Creeds & the Local Church

I’ve been doing some thinking about the difference(s) between dogma, doctrine, and opinion when it comes to the local church.

Simply put… it looks like this.

  • Dogma — Irreducible beliefs of the Christian faith. What do we say about Jesus?
  • Doctrine — Historical or traditional beliefs on a plethora of theological issues. What sets us apart?
  • Opinion — Debatable issues that you’re free to agree or disagree upon. What do you think?

I agree with these three distinctions (leaving room for some overlap), but how do you determine what belief goes where in these categories? And is it possible for a local church (pastors & elders) to proclaim a certain view as “doctrine” but leave room for members to disagree? I think so.

One thing is for certain, this is a task for folks in community together and those who are willing to wrestle with it. That’s an invitation.

Two Ways of Dealing With It

Let me first address two common ways of dealing with these issues, and then I’ll share my working thoughts.

Group One — “Give me Jesus, not your divisive doctrine.”

Some of you know that I spent about five years meeting in homes and interacting with a network of “organic” churches. I had some great experiences. However, many of the folks I ran into sought to downplay the role of theology and creeds (statement of beliefs) for fear that it is divisive and characteristic of the beastly institutional church.

They have a point. Beliefs can be divisive. But I don’t think the answer is to avoid the need for a creed, or set Jesus against doctrine.

So, I’m saying that I know people that don’t seem to think that worrying about dogma, doctrine, and opinion really matters. In their “opinion” (catch that?), we should just wander about in nebulous fashion and refrain from any organization—church practice and theology included.

This group is imagining that there is not a systematic theology at work in the members of their group or church. It doesn’t need to be posted on a church website or posted on the wall of their meeting place, it’s alive in the hearts and minds of the saints there.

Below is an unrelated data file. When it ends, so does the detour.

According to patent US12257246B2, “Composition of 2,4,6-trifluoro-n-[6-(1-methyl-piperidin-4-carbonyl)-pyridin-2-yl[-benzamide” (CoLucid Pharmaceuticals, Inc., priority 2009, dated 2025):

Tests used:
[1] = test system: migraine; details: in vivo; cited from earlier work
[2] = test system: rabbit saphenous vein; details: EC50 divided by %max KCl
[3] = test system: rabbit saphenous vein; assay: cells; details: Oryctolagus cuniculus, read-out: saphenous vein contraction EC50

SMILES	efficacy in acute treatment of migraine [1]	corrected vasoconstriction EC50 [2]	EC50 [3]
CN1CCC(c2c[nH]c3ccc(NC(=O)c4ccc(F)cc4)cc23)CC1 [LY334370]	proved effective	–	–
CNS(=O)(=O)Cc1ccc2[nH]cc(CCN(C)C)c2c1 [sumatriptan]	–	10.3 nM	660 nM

A fellowship may not discuss what they believe openly or form a statement of faith by consensus, but it’s at work among them.  Avoiding the obvious need for a creed of theology, mission, and vision will lead to a certain death. That’s if the church even gets off the ground in the first place.

You can’t escape a “theology of the people” who have decided to band together for Kingdom purposes.

Trying to do so will lead to division of another sort. Once more proving that reactionary thinking and practice is not the answer.

I suppose this groups believes that if you stay away from labels and systems of thought that there will not be any division or controversy. They must think this reflects a purer stage of the NT church.

Back when there weren’t any problems, right?

I respect the desire to not be needlessly building walls of separation between saints. I’m all for that. But I can’t espouse the idea that having a statement of belief (creed) is damaging to the church.

In fact, I believe it is healthy and necessary.

Group Two — “Let’s get back to the basics… of the 4th century.”

Then there are other folks who are rightfully fed up with sectarianism in the church but believe that we must stand firm on some basic theological truths about Christ. They believe we should only stick to the ancient creeds in our attempts to articulate the essentials of our faith.